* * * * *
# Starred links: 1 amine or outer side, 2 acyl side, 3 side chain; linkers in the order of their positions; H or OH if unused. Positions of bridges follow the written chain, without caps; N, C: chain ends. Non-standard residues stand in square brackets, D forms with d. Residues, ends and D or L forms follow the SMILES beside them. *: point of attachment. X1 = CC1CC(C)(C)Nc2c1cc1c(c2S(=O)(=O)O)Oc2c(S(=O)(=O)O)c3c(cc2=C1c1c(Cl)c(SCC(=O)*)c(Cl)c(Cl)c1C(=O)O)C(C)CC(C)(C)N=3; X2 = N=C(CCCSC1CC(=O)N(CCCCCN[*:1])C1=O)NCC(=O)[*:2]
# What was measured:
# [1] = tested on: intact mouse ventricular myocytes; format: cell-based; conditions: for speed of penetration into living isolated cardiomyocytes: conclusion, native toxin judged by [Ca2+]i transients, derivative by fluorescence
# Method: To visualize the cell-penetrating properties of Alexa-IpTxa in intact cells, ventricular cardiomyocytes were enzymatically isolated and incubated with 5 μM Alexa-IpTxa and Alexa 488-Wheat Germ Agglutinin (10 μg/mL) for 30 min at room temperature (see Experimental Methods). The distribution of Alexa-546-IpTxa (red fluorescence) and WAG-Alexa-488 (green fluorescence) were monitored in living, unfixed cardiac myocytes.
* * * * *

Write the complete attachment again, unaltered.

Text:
# Starred links: 1 amine or outer side, 2 acyl side, 3 side chain; linkers in the order of their positions; H or OH if unused. Positions of bridges follow the written chain, without caps; N, C: chain ends. Non-standard residues stand in square brackets, D forms with d. Residues, ends and D or L forms follow the SMILES beside them. *: point of attachment. X1 = CC1CC(C)(C)Nc2c1cc1c(c2S(=O)(=O)O)Oc2c(S(=O)(=O)O)c3c(cc2=C1c1c(Cl)c(SCC(=O)*)c(Cl)c(Cl)c1C(=O)O)C(C)CC(C)(C)N=3; X2 = N=C(CCCSC1CC(=O)N(CCCCCN[*:1])C1=O)NCC(=O)[*:2]
# What was measured:
# [1] = tested on: intact mouse ventricular myocytes; format: cell-based; conditions: for speed of penetration into living isolated cardiomyocytes: conclusion, native toxin judged by [Ca2+]i transients, derivative by fluorescence
# Method: To visualize the cell-penetrating properties of Alexa-IpTxa in intact cells, ventricular cardiomyocytes were enzymatically isolated and incubated with 5 μM Alexa-IpTxa and Alexa 488-Wheat Germ Agglutinin (10 μg/mL) for 30 min at room temperature (see Experimental Methods). The distribution of Alexa-546-IpTxa (red fluorescence) and WAG-Alexa-488 (green fluorescence) were monitored in living, unfixed cardiac myocytes.